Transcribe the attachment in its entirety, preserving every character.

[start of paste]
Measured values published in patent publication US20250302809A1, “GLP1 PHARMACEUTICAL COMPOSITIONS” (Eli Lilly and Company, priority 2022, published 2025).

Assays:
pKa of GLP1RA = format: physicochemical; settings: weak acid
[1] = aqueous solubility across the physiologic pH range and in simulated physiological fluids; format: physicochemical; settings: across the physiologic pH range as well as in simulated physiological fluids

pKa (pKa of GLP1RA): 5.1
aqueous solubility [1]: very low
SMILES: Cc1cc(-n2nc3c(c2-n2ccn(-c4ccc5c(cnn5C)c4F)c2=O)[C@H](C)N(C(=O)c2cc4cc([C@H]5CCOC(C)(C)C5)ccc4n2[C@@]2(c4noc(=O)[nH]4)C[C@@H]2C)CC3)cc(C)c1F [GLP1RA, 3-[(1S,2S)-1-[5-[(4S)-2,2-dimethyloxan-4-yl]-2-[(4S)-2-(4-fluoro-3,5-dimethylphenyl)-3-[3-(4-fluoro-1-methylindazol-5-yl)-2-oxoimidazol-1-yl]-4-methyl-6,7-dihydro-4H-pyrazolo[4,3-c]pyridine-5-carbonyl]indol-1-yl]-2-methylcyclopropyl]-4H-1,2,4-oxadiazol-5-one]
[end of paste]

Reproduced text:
Measured values published in patent publication US20250302809A1, “GLP1 PHARMACEUTICAL COMPOSITIONS” (Eli Lilly and Company, priority 2022, published 2025).

Assays:
pKa of GLP1RA = format: physicochemical; settings: weak acid
[1] = aqueous solubility across the physiologic pH range and in simulated physiological fluids; format: physicochemical; settings: across the physiologic pH range as well as in simulated physiological fluids

pKa (pKa of GLP1RA): 5.1
aqueous solubility [1]: very low
SMILES: Cc1cc(-n2nc3c(c2-n2ccn(-c4ccc5c(cnn5C)c4F)c2=O)[C@H](C)N(C(=O)c2cc4cc([C@H]5CCOC(C)(C)C5)ccc4n2[C@@]2(c4noc(=O)[nH]4)C[C@@H]2C)CC3)cc(C)c1F [GLP1RA, 3-[(1S,2S)-1-[5-[(4S)-2,2-dimethyloxan-4-yl]-2-[(4S)-2-(4-fluoro-3,5-dimethylphenyl)-3-[3-(4-fluoro-1-methylindazol-5-yl)-2-oxoimidazol-1-yl]-4-methyl-6,7-dihydro-4H-pyrazolo[4,3-c]pyridine-5-carbonyl]indol-1-yl]-2-methylcyclopropyl]-4H-1,2,4-oxadiazol-5-one]